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to have gained popularity. The address to “a son of King Alexander” has caused much speculation, with the result that dates varying between the 3rd century B.C. and the 3rd century A.D. have been assigned to Babrius. The Alexander referred to may have been Alexander Severus (A.D. 222-235), who was fond of having literary men of all kinds about his court. “The son of Alexander” has further been identified with a certain Branchus mentioned in the fables, and it is suggested that Babrius may have been his tutor; probably, however, Branchus is a purely fictitious name. There is no mention of Babrius in ancient writers before the beginning of the 3rd century A.D., and his language and style seem to show that he belonged to that period. The first critic who made Babrius more than a mere name was Richard Bentley, in his Dissertation on the Fables of Aesop. In a careful examination of these prose Aesopian fables, which had been handed down in various collections from the time of Maximus Planudes, Bentley discovered traces of versification, and was able to extract a number of verses which he assigned to Babrius. Tyrwhitt (De Babrio, 1776) followed up the researches of Bentley, and for some time the efforts of scholars were directed towards reconstructing the metrical original of the prose fables. In 1842 M. Minas, a Greek, the discoverer of the Philosophoumena of Hippolytus, came upon a MS. of Babrius in the convent of St Laura on Mount Athos, now in the British Museum. This MS. contained 123 fables out of the supposed original number, 160. They are arranged alphabetically, but break off at the letter O. The fables are written in choliambic, i.e. limping or imperfect iambic verse, having a spondee as the last foot, a metre originally appropriated to satire. The style is extremely good, the expression being terse and pointed, the versification correct and elegant, and the construction of the stories is fully equal to that in the prose versions. The genuineness of this collection of the fables was generally admitted by scholars. In 1857 Minas professed to have discovered at Mount Athos another MS. containing 94 fables and a preface. As the monks refused to sell this MS., he made a copy of it, which was sold to the British Museum, and was published in 1859 by Sir G. Cornewall Lewis. This, however, was soon proved to be a forgery. Six more fables were brought to light by P. Knöll from a Vatican MS. (edited by A. Eberhard, Analecta Babriana, 1879).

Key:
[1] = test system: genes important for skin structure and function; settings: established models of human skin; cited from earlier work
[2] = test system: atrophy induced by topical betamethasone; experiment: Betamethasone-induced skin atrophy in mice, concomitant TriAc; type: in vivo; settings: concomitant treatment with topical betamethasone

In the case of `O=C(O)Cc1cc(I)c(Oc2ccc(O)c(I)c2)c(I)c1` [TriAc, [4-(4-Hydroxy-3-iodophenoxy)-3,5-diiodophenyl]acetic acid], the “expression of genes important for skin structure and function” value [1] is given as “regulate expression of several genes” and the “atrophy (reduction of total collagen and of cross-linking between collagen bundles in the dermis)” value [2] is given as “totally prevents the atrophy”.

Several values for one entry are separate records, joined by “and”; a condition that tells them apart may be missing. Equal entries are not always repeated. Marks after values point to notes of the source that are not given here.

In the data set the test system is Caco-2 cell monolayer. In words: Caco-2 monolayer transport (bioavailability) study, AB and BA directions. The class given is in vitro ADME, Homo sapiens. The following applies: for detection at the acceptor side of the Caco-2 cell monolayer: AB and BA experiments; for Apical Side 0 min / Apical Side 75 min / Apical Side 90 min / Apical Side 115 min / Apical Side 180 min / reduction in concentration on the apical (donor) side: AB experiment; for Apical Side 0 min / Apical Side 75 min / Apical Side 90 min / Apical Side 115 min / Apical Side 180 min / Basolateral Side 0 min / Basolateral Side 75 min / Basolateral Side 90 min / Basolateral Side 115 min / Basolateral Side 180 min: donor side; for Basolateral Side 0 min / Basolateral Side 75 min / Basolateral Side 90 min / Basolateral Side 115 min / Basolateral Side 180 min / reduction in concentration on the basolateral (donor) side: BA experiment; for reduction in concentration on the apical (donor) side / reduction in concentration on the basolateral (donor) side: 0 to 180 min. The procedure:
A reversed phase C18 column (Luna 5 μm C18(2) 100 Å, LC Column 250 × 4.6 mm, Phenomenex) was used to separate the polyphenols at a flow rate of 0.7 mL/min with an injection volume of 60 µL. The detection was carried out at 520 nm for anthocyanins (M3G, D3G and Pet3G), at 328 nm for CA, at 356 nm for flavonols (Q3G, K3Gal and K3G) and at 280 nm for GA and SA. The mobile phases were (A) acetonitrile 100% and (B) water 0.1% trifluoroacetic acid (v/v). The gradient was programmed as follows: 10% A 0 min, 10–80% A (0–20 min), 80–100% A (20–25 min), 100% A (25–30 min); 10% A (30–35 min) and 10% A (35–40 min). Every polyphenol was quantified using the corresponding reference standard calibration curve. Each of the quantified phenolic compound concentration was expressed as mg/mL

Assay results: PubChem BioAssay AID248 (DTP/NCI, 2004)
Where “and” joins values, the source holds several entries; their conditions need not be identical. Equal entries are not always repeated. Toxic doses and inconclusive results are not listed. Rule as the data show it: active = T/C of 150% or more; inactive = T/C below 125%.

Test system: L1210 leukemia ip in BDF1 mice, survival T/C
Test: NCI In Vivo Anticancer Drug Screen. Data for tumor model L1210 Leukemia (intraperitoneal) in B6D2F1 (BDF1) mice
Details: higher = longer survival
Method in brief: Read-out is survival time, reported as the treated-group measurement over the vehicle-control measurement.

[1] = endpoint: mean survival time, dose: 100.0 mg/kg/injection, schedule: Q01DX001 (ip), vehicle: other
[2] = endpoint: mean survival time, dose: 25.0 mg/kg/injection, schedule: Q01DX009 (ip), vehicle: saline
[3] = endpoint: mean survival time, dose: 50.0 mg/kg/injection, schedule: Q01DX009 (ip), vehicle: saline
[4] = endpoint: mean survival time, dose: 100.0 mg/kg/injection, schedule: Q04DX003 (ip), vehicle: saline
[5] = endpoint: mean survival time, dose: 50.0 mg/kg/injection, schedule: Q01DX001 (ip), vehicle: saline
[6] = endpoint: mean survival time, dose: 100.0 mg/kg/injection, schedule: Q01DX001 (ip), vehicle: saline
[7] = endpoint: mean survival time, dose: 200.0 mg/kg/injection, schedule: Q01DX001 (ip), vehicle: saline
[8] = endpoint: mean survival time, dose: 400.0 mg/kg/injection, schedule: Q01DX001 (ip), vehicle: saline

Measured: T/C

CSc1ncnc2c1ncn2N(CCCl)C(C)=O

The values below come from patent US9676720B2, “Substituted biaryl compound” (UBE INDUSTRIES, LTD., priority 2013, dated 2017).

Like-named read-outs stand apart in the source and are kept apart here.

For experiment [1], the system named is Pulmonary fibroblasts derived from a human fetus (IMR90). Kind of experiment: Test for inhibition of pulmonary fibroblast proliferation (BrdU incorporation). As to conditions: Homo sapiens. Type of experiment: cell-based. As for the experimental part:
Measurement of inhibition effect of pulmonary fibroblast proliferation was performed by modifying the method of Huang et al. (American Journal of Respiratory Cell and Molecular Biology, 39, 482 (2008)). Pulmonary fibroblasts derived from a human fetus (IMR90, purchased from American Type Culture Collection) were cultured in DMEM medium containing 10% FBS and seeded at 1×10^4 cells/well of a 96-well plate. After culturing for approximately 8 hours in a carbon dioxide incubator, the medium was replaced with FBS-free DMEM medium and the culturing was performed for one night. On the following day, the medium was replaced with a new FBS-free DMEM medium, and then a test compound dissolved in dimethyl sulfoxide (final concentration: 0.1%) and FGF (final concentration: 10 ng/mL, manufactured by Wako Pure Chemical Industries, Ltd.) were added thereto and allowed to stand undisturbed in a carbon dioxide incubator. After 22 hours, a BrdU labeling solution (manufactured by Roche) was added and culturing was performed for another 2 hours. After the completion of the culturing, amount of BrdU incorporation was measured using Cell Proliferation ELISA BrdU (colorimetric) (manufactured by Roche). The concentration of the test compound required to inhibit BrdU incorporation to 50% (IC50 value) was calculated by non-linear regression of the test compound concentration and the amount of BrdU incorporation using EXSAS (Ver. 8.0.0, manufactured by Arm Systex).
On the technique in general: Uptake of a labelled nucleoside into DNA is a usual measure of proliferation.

Editions.—Boissonade (1844); Lachmann (1845); Schneider (1853); Eberhard (1876); Gitlbauer (1882); Rutherford (1883); Knöll, Fabularum Babrianarum Paraphrasis Bodleiana (1877); Feuillet (1890); Desrousseaux (1890); Passerat (1892); Croiset (1892); Crusius (1897). See also Mantels, Über die Fabeln des B. (1840); Crusius, De Babrii Aetate (1879); Ficus, De Babrii Vita (1889); J. Weiner, Quaestiones Babrianae (1891); Conington, Miscellaneous Writings, ii. 460-491; Marchiano, Babrio (1899); Fusci, Babrio (1901); Christoffersson, Studia de Fabulis Babrianis (1901). There are translations in English by Davies (1860) and in French by Levèque (1890), and in many other languages.

BABU, a native Indian clerk. The word is really a term of respect attached to a proper name, like “master” or “Mr,” and Babu-ji is still used in many parts of India, meaning “sir”; but without the suffix the word itself is now generally used contemptuously as signifying a semi-literate native, with a mere veneer of modern education.